And it is not only large organizations that found their way to Cohesity. I found a very similar adoption path in smaller companies. For example, Sky Lakes, a medical center in Oregon US, turned to Cohesity because of its innovative HCI architecture. After adopting the solution for backup, Sky Lakes reported a remarkable improvement in the time spent on backup management, which moved from one person essentially dedicated to it to a trivial five minutes per day to manage backups. Following this first positive experience, the Sky Lakes IT team consolidated more and more data on Cohesity, including file shares for critical medical records and backup for Microsoft 365, taking advantage of global search and analytics features on a daily basis. Furthermore, last year the IT team was able to respond brilliantly to a vicious ransomware attack thanks to Cohesity’s ransomware protection capabilities and is now looking at implementing automated DR with the recently announced DRaaS from Cohesity.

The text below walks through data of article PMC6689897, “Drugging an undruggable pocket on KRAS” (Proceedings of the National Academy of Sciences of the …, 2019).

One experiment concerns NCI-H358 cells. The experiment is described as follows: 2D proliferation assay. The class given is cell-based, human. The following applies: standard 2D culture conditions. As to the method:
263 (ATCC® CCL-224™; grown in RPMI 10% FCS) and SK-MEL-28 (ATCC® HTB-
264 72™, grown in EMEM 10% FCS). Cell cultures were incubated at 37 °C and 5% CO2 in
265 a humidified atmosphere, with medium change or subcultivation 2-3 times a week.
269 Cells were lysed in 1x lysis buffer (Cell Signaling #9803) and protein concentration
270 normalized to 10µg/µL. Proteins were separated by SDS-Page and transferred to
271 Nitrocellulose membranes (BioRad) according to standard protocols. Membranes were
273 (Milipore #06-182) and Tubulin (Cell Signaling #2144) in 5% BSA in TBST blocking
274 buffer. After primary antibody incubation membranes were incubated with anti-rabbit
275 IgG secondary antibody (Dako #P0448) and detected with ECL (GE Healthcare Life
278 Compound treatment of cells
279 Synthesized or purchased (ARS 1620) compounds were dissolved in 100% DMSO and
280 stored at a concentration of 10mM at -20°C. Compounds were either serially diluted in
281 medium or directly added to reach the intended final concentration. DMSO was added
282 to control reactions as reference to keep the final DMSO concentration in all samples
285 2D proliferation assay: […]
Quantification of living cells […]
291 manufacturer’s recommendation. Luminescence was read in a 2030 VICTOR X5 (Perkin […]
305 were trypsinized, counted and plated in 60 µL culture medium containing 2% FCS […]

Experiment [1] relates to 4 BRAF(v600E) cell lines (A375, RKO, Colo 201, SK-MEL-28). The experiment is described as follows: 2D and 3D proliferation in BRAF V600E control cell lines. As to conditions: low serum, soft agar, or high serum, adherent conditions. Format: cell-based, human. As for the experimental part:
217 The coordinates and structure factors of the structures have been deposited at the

This is what I mean when I talk about data protection as the first step in the data management journey. Both organizations, very different from each other, started with backup but took advantage of the data management platform they adopted to consolidate data and simplify operations, improve on TCO, and expand the options available for future development. In the end, this amounts to flexibility and the ability to respond quickly to changing business needs. By having data logically organized in a single domain, solutions like Cohesity can offer more options to evolve the infrastructure and the services associated with it.
Data management a la carte